Using Mock for chroot Chromium Builds

Published: 2018/07/03, 3 min read.

Introduction

The setup guide to checking out and building Chromium on Linux provides some guidance for distributions other than Ubuntu. However, the provided scripts for isolating the build environment and installing dependencies are dependant on a Ubuntu or Debian distribution.

This article utilises Mock to create a chroot environment on Fedora in which build dependencies and tools will be installed. Building, running and testing Chromium can take place inside the chroot environment to avoid package conflict.

Effectively the chroot environment and all dependencies are defined by a single Mock configuration file. Also provided is a simple bash function to execute commands inside the chroot environment and can be often prefixed to the commands listed in the said setup guide. Alternatively, you can type chrsh which will drop you into a bash shell inside the chroot and follow the original guide. Though you won't have to install the additional build dependencies as these are taken care of using Mock.

The files for this are available in the chrsh repo if you'd like to jump right in.

The remainder of this article will walk through the setup of Mock, chrsh and have the Chromium source code checked out and built!

Setup

Mock

As per the mock wiki, setup is fairly straightforward. Though you may wish to take note of the security implication raised when adding the user to the mock group.

sudo dnf install mock
sudo usermod -a -G mock [User name]
newgrp -

chrsh

Grab the files, chromium.cfg and .bashrc, or clone the repository.

git clone https://github.com/rsclarke/chrsh.git
cd chrsh

Copy chromium.cfg to /etc/mock and add the contents of .bashrc to yours.

sudo cp chromium.cfg /etc/mock/
cat .bashrc >> ~/.bashrc
source ~/.bashrc

The configuration file out of the box makes the assumption that the Chromium source code will be accessible outside of the chroot environment. Otherwise, all development tools and utilities you wish to use would also have to be installed in the chroot environment. chrsh follows the guide and will place the Chromium source code in ~/chromium and will bind mount this to the home directory of your user inside the chroot.

mkdir ~/chromium

Finally, you can create the chroot environment, which will install all necessary build tools and dependencies.

mock -r chromium init

Checking out and Building Chromium

The remainder is an adaptation of the guide but using chrsh.

Install depot_tools

chrsh git clone https://chromium.googlesource.com/chromium/tools/depot_tools.git
chrsh "echo export PATH=\$PATH:\${HOME}/depot_tools >> ~/.bashrc"

Get the code

chrsh cd chromium \&\& fetch --nohooks --no-history chromium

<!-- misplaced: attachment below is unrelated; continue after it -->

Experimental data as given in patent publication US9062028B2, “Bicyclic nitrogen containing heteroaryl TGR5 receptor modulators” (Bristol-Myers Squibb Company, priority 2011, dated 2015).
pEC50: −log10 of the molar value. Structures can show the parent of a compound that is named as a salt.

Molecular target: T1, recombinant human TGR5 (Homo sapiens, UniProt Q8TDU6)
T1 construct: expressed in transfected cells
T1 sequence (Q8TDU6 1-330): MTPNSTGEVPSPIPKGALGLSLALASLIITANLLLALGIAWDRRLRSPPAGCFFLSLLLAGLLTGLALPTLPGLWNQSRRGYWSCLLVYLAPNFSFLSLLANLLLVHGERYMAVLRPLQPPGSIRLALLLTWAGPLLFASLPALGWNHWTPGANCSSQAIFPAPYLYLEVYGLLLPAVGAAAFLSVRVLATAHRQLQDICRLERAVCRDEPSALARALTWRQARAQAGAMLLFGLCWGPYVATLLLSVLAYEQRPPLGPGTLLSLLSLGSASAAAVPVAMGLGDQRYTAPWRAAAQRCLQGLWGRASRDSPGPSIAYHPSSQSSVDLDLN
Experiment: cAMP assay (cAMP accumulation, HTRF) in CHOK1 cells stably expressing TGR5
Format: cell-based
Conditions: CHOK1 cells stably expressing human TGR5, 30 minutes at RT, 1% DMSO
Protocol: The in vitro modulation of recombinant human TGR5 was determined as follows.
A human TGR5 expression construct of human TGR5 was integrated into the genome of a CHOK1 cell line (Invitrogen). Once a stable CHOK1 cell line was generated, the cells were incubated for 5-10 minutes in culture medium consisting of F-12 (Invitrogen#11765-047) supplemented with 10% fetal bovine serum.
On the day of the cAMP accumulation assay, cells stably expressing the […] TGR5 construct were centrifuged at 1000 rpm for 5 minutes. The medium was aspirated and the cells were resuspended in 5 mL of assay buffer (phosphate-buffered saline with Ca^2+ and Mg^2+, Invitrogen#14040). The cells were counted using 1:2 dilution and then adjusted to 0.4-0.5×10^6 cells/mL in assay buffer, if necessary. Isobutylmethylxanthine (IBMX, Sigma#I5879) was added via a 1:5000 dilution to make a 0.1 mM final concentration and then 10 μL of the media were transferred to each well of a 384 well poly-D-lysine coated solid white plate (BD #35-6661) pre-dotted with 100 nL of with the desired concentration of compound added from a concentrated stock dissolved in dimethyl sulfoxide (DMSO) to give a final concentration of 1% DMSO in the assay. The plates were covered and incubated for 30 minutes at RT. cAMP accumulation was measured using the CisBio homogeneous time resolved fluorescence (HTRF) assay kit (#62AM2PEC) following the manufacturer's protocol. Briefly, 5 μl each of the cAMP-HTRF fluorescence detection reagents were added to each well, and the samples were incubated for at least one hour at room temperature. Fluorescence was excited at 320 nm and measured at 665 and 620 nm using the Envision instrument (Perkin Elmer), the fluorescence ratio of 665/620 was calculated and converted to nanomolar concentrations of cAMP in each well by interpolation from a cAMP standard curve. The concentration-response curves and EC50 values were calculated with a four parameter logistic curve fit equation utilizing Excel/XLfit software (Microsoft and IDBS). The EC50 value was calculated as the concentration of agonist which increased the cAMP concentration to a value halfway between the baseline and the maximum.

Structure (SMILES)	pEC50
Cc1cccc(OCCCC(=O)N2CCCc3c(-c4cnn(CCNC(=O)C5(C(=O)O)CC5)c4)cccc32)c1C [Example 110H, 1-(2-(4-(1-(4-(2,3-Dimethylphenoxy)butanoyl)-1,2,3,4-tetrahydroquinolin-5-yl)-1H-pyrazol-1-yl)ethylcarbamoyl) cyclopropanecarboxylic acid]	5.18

chrsh cd chromium/src \&\& gclient runhooks

Side Note

From this point on, commands in the guide expect to be executed from the chromium/src directory. Naturally running chrsh cd chromium/src \&\& <cmd> isn't exactly elegant. Therefore you can start the shell in this directory by uncommenting the relevant --chdir argument in /etc/mock/chromium.cfg. This guide assumes you will do this.

Additionally, you can execute chrsh standalone to provide a bash shell, instead of executing each command in the guide prefixed.


Building Chromium

As the chromium directory is mounted inside the chroot at the same location (inside your home directory), it is best to also cd ~/chromium/src. At least you might get tab completion on filenames!

cd ~/chromium/src

# Generate build targets
chrsh gn gen out/Default

# Compile Chromium
chrsh ninja -C out/Default chrome

# Run Chromium
chrsh out/Default/chrome

Test Targets

Unit tests can be compiled and executed within the chroot also. The following example builds and runs the pdf_uinttests. The argument --gtest_filter can be used to select test cases.

chrsh ninja -C out/Default pdf_unittests
chrsh out/Default/pdf_unittests --gtest_filter="RangeSetTest.*"

Updating Chromium Source Checkout

In theory, the git rebase-update can be executed outside the chroot.

chrsh git rebase-update
chrsh gclient sync

Next Steps and Ideas

Hopefully the Mock configuration file is of use to you whilst developing Chromium and chrsh eases the interaction with this. Feel free to comment, the following are a few ideas you might wish to consider further setting up your environment or working on Chromium.

Further Development

The Chromium Linux Development page provides more information on where to start for open issues and contributing.

Create a Compilation Database

Many IDEs make use of a compilation database to provide rich editing of the project you are working on. The generate_compdb.py script in the repository can help create this for you.

chrsh ./tools/clang/scripts/generate_compdb.py -p out/Default > compile_commands.json